Federalist denounces 'scandalous' EU law-making
by Justin Stares
European Union law-making has become fundamentally undemocratic – and that comes from the mouth not of a typical Eurosceptic but from one of the bloc's biggest supporters
When even the pro-Europeans admit that the Eurosceptics have a point, you know something is going very wrong. Daniel Guéguen, a lobbyist and lecturer at the College of Europe – the preparatory school for the Brussels civil service – believes the European Union has become fundamentally anti-democratic. "I am a federalist but on some issues the Eurosceptics are right," he tells PublicServiceEurope.com. "The system we have now is the worst you can possibly imagine. It is a culmination of all faults. There is no advantage to the new system. I am extremely angry. It is a scandal".
Guéguen is referring to the EU decision-making machine brought into force by the Lisbon Treaty. It is a dark world of committees and power struggles that takes place almost entirely out of the public eye. Formerly known by the dreaded term comitology, now better known as secondary legislation, its masters – European Commission officials – have been given the freedom to make key decisions acting alone and without any democratic oversight.
When Eurosceptics say that the EU has been hijacked by an unaccountable civil service, by the commission desk officers, they are correct, says Guéguen. The system now in force is understood fully by only around 50 people outside the Brussels executive, he estimates. In the European Parliament there are "fewer than 10 people" who know what is going on. Even the national governments, who all approved the Lisbon Treaty, are only now beginning to wake up to the juggernaut that has run them over.
"In lots of cases there is not even a committee," Guéguen explains. He is referring to so-called delegated acts, legislation that delegates powers to the commission to take follow-up decisions without restraint. These decisions just pop up out of nowhere, says Guéguen. "You are never sure you will be informed. A delegated act can simply pop up and it can run against your interests."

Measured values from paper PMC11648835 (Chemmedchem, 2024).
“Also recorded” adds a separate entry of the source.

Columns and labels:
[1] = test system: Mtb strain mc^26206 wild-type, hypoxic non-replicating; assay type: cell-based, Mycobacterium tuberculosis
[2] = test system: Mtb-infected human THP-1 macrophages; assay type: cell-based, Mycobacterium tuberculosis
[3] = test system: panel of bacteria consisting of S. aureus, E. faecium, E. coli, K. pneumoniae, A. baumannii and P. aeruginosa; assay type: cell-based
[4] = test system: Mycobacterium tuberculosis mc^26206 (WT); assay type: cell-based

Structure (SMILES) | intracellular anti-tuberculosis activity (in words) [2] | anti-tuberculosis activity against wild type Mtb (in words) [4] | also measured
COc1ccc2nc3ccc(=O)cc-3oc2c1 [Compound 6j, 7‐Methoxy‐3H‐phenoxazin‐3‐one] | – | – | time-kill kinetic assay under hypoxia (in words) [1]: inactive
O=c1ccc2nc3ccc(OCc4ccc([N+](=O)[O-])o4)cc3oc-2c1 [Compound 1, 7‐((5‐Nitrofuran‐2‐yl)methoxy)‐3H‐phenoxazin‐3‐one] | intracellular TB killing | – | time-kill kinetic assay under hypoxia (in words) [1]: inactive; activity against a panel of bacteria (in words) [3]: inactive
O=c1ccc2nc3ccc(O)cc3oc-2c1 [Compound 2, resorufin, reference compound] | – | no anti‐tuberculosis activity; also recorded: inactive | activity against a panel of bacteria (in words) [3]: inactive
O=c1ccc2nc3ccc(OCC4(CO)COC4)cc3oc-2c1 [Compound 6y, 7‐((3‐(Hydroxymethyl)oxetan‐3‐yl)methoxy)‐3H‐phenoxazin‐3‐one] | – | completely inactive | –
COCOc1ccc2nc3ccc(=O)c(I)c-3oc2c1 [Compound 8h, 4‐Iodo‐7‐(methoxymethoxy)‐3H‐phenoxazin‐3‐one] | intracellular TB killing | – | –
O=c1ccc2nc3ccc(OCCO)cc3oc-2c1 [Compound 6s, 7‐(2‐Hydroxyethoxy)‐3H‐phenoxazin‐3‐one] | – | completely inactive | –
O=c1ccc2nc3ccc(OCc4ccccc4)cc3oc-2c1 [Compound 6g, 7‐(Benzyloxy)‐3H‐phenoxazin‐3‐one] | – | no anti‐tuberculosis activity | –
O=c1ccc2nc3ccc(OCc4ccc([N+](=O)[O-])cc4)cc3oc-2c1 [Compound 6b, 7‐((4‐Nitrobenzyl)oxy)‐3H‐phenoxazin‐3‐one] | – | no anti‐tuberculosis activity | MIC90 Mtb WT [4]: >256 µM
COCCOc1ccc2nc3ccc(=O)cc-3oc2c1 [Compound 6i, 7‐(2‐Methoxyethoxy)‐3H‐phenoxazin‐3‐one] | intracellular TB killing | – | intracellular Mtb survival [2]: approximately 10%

Who conspired to invent this infernal system? The lawyers, he says. "Some people in the legal service believe that the goal is more important than the legal order. They are using legal window-dressing. This system is unsustainable and does not respect the spirit of EU law-making." When asked for examples of decisions of taken under secondary legislation, Guéguen says "everything". We are talking about agricultural subsidies, budgets, financial services, research.
"As a company, if you do not understand what is happening you are paralysed. Companies say to me 'who is my next interlocutor'?" Governments are just as likely to be manipulated, Guéguen says. "One day a member state will get trapped. A government will not be informed about a key regulation. You can imagine the damage."
The system is all the more insidious because the commission's power is disguised behind so-called checks and balances. The Council of Ministers – the institution representing national governments – and the parliament can in theory veto a commission decision. But the majorities required for a veto are so difficult to achieve that they are in reality impossible to muster. "In the parliament, an absolute majority of members is required," says Guéguen. "This might be possible in cases that trigger emotional responses, maybe two or three time a year. But the result of the time, forget it."
To counter this moral decay, Guéguen has started to collect signatures for a "manifesto" proposing 10 measures for "streamlining" delegated acts and other types of edict called implementing acts. "We must get rid of current lax and unclear practices," the manifesto reads. Details of all meetings, including agendas and minutes, must be made public, as should lists of all committee members.
"There is no justification for the standard argument for non-communication that committee members rotate from one meeting to another," Guéguen says. Transparency should also apply to decisions made without a committee, the manifesto states. The European Petroleum Industry, the Slovenian Business and Research Association and France's Centre Europeen de Droit et d'Economie are among the first signatories.
European heads of state and government pledged somewhat ironically to simplify procedures and increase transparency back in 2001. While the web streaming of a number of council meetings could be called progress, the system of secondary legislation introduced by the Lisbon Treaty is a major step backwards. Some might suggest the whole system should be scrapped, though this would involve a treaty re-write. Given the mischief that EU lawyers conspired to create last time, they can surely not be trusted again.
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